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More independence and powers for The Office of the Tax Ombud






The Office of the Tax Ombud (OTO) is pleased with the amendments to the Tax Administration Act, which not only give the Tax Ombud more powers when addressing taxpayers’ complaints but also strengthens its independence from the South African Revenue Service. On 19 January 2017 the proposed amendments to the Tax Administration Act (TAA), which led to the promulgation of the Tax Administration Laws Amendment Act No 16 of 2016 . The amendments follow extensive inputs into the TAA by the Tax Ombud, who had called for inter alia changes to sections of the Act that compromised the office’s independence.
For instance; in terms of section 15(1) of the Act, the Tax Ombud could not employ his own staff directly, he could only do so in consultation with the Commissioner of SARS and in terms of section 15(4) of the Act, the expenditure connected with the functions of the Office would be paid out of the funds of SARS. These provisions were anomalous, given the fact that the Ombud’s mandate is to investigate complaints against SARS itself. The amendments to the Act removed the requirement to consult with the Commissioner when the Tax Ombud appoints his staff.  In addition the expenditure connected with the functions of the office is paid in accordance with the budget approved by the Minister for the office.
The Tax Ombud is now also mandated to review at the request of the Minister or at his (TO’s) initiative with the approval of the Minister, any systemic and emerging issues related to a service matter or the application of the provisions of the Act (TAA) or procedural or administrative provisions of the Tax Act, bringing the OTO in line with similar entities in other jurisdictions such as Australia, US and Canada.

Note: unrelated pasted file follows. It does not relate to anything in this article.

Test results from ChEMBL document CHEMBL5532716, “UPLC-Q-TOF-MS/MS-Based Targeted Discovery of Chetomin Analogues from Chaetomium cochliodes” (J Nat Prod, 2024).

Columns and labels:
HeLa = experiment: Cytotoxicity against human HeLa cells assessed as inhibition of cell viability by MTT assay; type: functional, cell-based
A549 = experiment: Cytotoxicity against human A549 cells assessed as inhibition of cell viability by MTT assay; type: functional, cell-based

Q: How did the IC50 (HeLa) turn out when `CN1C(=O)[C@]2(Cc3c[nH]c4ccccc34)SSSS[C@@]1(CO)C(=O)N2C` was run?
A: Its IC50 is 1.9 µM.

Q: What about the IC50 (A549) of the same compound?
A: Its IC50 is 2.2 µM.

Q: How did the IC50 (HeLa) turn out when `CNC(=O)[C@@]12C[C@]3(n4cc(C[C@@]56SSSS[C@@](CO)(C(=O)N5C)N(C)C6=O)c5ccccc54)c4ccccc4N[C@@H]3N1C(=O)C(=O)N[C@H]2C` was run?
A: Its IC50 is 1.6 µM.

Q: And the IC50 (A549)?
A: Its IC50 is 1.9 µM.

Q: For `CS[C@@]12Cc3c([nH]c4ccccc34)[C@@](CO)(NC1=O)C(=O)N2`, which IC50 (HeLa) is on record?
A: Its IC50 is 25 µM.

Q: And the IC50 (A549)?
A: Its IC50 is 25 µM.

The CEO of the Office of the Tax Ombud, Advocate Eric Mkhawane says that the amendments are encouraging and a step in the right direction in ensuring that the TO can fulfil his mandate without a perception that his office is an extension of SARS.
Other important changes in relation to the Office of the Tax Ombud include the following:
  • The term of the Ombud is now 5 (five) years an increase from 3 (three) years.
  • Where an Ombud makes recommendations to SARS and such recommendations are not accepted by SARS or the taxpayer, reasons for such decision must be provided to the Tax Ombud within 30 days of notification of the recommendations.
About The Office of the Tax Ombud
The Office of the Tax Ombud is an independent and impartial state institution that provides a simple, free and impartial channel to seek a resolution for a service, procedural or administrative dispute taxpayers might have already unsuccessfully tried to resolve through SARS’ complaints management channels. The OTO seeks to maintain balance between SARS powers, on one hand, and taxpayer rights and obligations on the other.
Source: The Office of the Tax Ombud
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